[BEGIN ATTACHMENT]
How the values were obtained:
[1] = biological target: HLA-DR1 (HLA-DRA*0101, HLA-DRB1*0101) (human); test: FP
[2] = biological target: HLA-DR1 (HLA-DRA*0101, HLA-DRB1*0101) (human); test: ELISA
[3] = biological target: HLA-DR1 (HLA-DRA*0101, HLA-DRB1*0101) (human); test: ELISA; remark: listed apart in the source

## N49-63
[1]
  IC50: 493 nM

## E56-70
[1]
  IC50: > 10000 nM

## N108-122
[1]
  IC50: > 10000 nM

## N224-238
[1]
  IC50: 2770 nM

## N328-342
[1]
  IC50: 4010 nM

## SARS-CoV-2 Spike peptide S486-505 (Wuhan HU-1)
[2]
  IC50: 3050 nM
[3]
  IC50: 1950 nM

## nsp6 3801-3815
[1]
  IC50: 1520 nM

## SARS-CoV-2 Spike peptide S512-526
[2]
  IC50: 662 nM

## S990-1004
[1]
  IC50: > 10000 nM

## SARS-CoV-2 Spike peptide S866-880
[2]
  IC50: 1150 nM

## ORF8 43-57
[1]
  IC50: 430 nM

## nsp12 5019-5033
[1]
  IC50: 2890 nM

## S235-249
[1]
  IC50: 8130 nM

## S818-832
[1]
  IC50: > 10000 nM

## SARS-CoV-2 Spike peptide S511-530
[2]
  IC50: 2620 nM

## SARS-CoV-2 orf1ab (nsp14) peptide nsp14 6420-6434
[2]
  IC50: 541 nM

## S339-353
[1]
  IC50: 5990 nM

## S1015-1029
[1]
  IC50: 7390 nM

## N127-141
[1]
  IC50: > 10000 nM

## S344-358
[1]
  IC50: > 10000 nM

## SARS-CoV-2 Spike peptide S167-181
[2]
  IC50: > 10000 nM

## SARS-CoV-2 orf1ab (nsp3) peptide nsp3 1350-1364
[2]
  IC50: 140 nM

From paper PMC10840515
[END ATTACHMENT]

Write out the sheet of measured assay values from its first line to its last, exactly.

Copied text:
How the values were obtained:
[1] = biological target: HLA-DR1 (HLA-DRA*0101, HLA-DRB1*0101) (human); test: FP
[2] = biological target: HLA-DR1 (HLA-DRA*0101, HLA-DRB1*0101) (human); test: ELISA
[3] = biological target: HLA-DR1 (HLA-DRA*0101, HLA-DRB1*0101) (human); test: ELISA; remark: listed apart in the source

## N49-63
[1]
  IC50: 493 nM

## E56-70
[1]
  IC50: > 10000 nM

## N108-122
[1]
  IC50: > 10000 nM

## N224-238
[1]
  IC50: 2770 nM

## N328-342
[1]
  IC50: 4010 nM

## SARS-CoV-2 Spike peptide S486-505 (Wuhan HU-1)
[2]
  IC50: 3050 nM
[3]
  IC50: 1950 nM

## nsp6 3801-3815
[1]
  IC50: 1520 nM

## SARS-CoV-2 Spike peptide S512-526
[2]
  IC50: 662 nM

## S990-1004
[1]
  IC50: > 10000 nM

## SARS-CoV-2 Spike peptide S866-880
[2]
  IC50: 1150 nM

## ORF8 43-57
[1]
  IC50: 430 nM

## nsp12 5019-5033
[1]
  IC50: 2890 nM

## S235-249
[1]
  IC50: 8130 nM

## S818-832
[1]
  IC50: > 10000 nM

## SARS-CoV-2 Spike peptide S511-530
[2]
  IC50: 2620 nM

## SARS-CoV-2 orf1ab (nsp14) peptide nsp14 6420-6434
[2]
  IC50: 541 nM

## S339-353
[1]
  IC50: 5990 nM

## S1015-1029
[1]
  IC50: 7390 nM

## N127-141
[1]
  IC50: > 10000 nM

## S344-358
[1]
  IC50: > 10000 nM

## SARS-CoV-2 Spike peptide S167-181
[2]
  IC50: > 10000 nM

## SARS-CoV-2 orf1ab (nsp3) peptide nsp3 1350-1364
[2]
  IC50: 140 nM

From paper PMC10840515